Cultural Policy in Taiwan
Taiwan has its own very special government system. On the central government level (relevant to the federal government), there are both president and premier in the system. The National Assembly is the representation of all citizens to the president, and the Legislative Assembly is to the premier who is in charge of the Executive Yuan, the top administrative body of Taiwan. The current National Assembly is in charge of the change of constitution laws, while the Legislative Yuan makes all other laws.
The Council for Cultural Affairs reports directly to the Executive Yuan. It is one of the 17 Councils that are under the governance the Executive Yuan, and it was founded on November 11, 1981. The Council is consisted of one chairperson, two vice chairperson, one executive secretary and one administrative officer. The Council also has three departments, four supporting administrative units and three duty organizing units. The Council also has Board of Directors which consists of several ministers from the Executive Yuan, scholars, experts and prominent artists. The Board is the highest mechanism that makes the final decisions for the Council. Unfortunately not very much information of a system of appointment of Board members or the chairpersons are written anywhere on the Council’s both English and Chinese version of website, and the website of the Executive Yuan.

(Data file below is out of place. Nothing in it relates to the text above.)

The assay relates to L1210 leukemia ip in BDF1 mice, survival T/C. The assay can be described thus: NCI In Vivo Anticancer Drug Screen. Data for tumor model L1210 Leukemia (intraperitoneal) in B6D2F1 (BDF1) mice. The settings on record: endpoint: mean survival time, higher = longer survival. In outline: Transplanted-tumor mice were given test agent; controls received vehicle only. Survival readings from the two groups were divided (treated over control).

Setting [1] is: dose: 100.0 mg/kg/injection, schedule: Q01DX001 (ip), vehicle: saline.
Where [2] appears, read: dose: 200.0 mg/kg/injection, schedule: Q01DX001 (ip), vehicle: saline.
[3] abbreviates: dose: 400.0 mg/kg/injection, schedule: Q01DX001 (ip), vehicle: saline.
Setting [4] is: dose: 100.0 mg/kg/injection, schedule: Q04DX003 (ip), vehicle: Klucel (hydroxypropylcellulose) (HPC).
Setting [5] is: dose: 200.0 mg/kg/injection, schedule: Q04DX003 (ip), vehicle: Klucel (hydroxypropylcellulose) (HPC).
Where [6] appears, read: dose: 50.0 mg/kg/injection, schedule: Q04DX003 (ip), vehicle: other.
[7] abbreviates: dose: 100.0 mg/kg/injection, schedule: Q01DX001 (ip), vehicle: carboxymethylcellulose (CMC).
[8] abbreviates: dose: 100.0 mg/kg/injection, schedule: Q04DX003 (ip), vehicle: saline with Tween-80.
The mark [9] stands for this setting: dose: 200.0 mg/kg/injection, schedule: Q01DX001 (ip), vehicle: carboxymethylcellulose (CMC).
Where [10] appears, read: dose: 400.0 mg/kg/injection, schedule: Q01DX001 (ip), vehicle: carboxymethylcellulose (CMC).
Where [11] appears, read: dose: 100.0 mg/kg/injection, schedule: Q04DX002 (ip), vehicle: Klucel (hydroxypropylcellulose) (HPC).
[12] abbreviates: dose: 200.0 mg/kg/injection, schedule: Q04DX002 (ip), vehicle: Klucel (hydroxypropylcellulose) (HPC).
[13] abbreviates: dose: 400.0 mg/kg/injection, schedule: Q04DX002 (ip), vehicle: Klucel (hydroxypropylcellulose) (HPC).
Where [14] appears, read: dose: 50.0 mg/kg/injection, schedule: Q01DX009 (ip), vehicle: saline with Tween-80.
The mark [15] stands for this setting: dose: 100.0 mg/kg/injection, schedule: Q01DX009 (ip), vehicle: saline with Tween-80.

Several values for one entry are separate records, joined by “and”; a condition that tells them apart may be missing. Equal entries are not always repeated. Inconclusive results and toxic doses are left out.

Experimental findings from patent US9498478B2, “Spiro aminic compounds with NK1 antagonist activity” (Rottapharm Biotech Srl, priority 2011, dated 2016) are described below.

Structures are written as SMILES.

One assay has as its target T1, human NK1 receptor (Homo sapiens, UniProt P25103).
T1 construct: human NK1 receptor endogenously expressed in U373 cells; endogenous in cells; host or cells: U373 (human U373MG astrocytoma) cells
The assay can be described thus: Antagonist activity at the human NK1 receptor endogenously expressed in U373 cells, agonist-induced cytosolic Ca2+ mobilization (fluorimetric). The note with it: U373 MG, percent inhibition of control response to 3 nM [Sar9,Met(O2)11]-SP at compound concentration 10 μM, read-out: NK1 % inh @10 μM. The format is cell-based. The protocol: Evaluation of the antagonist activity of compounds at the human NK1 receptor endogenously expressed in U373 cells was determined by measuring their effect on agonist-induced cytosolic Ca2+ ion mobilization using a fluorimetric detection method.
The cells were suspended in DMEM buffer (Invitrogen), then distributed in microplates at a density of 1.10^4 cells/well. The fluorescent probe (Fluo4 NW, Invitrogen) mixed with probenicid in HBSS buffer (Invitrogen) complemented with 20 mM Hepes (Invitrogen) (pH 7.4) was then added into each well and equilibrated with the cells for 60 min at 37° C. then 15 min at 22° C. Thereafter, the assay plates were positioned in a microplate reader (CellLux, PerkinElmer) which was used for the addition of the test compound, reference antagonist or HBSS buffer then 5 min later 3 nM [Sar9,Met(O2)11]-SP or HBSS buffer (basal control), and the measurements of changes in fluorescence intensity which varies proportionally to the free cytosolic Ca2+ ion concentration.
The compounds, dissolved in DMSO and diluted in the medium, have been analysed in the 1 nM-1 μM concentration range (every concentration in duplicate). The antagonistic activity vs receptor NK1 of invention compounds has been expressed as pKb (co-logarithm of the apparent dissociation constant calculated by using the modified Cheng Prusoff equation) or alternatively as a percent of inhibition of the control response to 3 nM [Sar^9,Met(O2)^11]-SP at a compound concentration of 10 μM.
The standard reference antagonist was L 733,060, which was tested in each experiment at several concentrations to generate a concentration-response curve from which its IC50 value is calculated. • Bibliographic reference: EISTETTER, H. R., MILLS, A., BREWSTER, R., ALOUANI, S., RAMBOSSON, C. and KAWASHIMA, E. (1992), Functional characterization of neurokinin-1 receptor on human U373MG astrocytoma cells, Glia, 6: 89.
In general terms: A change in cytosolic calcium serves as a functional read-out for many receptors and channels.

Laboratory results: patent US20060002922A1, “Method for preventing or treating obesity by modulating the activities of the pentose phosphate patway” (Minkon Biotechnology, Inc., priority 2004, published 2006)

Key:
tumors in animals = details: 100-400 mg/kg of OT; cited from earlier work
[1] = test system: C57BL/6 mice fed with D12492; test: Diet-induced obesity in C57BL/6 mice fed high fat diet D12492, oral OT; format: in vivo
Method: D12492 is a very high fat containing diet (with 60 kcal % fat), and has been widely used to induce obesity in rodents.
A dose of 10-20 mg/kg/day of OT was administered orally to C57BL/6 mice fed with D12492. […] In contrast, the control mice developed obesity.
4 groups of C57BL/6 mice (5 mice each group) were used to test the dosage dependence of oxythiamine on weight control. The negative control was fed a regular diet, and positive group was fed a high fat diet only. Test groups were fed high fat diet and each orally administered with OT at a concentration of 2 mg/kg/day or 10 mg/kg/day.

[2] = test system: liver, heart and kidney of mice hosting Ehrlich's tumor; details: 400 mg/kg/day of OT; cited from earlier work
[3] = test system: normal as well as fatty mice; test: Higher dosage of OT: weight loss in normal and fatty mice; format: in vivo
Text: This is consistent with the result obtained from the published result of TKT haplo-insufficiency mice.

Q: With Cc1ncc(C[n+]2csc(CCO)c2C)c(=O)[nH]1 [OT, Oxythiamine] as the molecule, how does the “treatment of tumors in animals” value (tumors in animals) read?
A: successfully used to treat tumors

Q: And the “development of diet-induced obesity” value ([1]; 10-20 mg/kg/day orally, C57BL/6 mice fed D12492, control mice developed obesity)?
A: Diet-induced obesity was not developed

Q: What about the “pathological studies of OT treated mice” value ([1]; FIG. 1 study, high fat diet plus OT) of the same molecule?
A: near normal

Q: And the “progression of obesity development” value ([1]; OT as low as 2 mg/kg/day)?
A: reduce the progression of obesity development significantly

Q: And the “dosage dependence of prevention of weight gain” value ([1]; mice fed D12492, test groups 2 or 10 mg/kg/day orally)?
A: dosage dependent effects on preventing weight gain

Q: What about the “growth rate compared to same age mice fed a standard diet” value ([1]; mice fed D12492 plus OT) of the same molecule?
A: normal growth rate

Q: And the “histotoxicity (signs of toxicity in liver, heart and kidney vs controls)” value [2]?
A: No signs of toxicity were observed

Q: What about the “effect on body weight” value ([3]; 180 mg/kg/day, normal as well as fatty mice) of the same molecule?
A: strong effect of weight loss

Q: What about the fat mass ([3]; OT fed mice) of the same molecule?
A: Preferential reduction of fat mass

The mandate or guideline (in their own words) of the Council aims to provide a wide range of services, including the preservation of heritage and traditional culture, cultivating arts and culture activities, supporting arts in the community and artists, promoting music, dance, drama, and fine arts, and a lot more. The Council also subsidizes several arts institutions (Taiwanese crown corporations), with the most important ones such as National Symphony Organization, National Experimental Symphony, National Experimental Chorus, National Taiwan Academy of the Dramatic Arts National Opera Troupe, and Combined Arts Troupe.